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Bachelor of Science in Nursing (RN-BSN)

This guide contains helpful information for those students enrolled in the RN-BSN Program at Goodwin University
In nursing, it is very important to use journal articles to find current research on your topic. While books are excellent for background and reference information, they are not published as frequently as articles. When searching for articles on a current topic, your date range should fall between three to five years, as data and statistics can become dated very quickly. Journal articles can be found by using the library databases that are appropriate for your nursing topic.

Useful Nursing and Research Terms

Assessment: process of collecting information about a client to help plan care.

Baseline data: initial information obtained about a client that establishes the norms for comparison as the client's condition changes.

Care:  watching over, providing for, and looking after a person or thing, performed by a responsible individual or group.

Code of ethics: written values of a profession that act as guidelines for professional behavior.

Conceptual framework: concept, theory, or basic idea around which an educational program is organized and developed.

Critical thinking: the intellectual process of rationally examining ideas, inferences, assumptions, principles, arguments, conclusions, issues, statements, beliefs, and actions for which all the relevant information may not be available. This process involves the ability to use the five types of reasoning (scientific, deductive, inductive, informal, practical) in application of the nursing process, decision making, and resolution of ambiguous issues.

Digital Object Identifier (DOI): refers to a unique alphanumeric string assigned to a journal article, book, book chapter, or reference entry. The DOI number is used to help track and identify individual documents. It is similar to the function of IBSN for a book.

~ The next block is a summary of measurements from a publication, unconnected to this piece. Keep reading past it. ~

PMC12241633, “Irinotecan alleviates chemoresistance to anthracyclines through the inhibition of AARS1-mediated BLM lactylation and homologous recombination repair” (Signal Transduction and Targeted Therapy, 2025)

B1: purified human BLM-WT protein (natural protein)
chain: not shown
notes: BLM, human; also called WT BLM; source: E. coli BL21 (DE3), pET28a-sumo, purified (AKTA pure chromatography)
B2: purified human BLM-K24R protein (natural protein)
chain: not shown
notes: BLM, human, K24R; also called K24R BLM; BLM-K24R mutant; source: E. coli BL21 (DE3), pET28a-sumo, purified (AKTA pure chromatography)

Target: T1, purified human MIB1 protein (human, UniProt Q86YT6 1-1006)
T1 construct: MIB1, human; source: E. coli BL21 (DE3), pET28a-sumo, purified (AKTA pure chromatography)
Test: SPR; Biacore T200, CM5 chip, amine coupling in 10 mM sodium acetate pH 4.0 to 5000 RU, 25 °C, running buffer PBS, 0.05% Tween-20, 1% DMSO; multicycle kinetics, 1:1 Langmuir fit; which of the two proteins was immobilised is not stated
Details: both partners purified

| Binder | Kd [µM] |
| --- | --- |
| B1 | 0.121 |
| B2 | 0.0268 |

Evidence-based practice: refers to nursing practice that utilizes research findings as the foundation for nurses' decisions, activities, and interactions with clients.

Health policy: a principle, plan, or course of action related to health care adopted by a government, organization, or individual. In a pluralistic society such as the United States, both public and private sectors play major and often inter-related roles in decision making about health care. Public policy focuses on decision making in the public sector, and all three branches of government--legislative, executive, and judicial. In the private sector, professional associations, insurance companies, corporations, consumer organizations, and other interested parties set policy related to their membership and spheres of interest as well as influencing public policy through lobbying, serving as advisors, and other activities.

Nursing informatics: a branch of informatics concerned with all aspects of the nursing profession's use of computer technology. It is a specialty that expands computer systems to include nursing information.

Nursing research: formal study of problems of nursing practice, the role of the nurse in health care, and the value of nursing.

Nursing theoretical models: a conceptual representation of nursing phenomena. It consists of concepts that are defined and related in ways that are relevant and representative of the discipline of nursing. Theoretical models present basic assumptions, boundaries, content, and context associated with the substantive focuses of the discipline. Nursing theoretical models provide framework, unique to nursing, for understanding the nature of human beings, their health, and their environments and for understanding the methods by which nursing is studied and practiced.

Peer reviewed: evaluation against professional standards of the performance of individuals with the same basic education and qualifications; formal process of review or evaluation by colleagues of an equal rank.

Population: all persons who have some characteristics in common, such as residence in the same geographic area or being served by the same health care  institution agency.

Qualitative research:  includes all modes of inquiry that do no rely on numbers or statistical methods. This approach is grounded more in theory, ethnography, and case study methods.

Quantitative research: consists of the collection, tabulation, summarization, and analysis of numerical data for the purpose of answering research questions or hypotheses. Quantitative research uses statistical methodology at every stage of the research process.

Theory: set of inter-related constructs (concepts, definitions, or propositions) that presents a systematic view of phenomena by specifying relations among variable with the purpose of explaining and predicting phenomena.

Vulnerable populations: those social groups who are at increased risk for adverse health-related outcomes. Groups commonly considered vulnerable to increased risk of poor health include women and children, the elderly, ethnic people of color, immigrants and refugees, gay men and lesbians, homeless persons, disabled persons, and chemically dependent persons.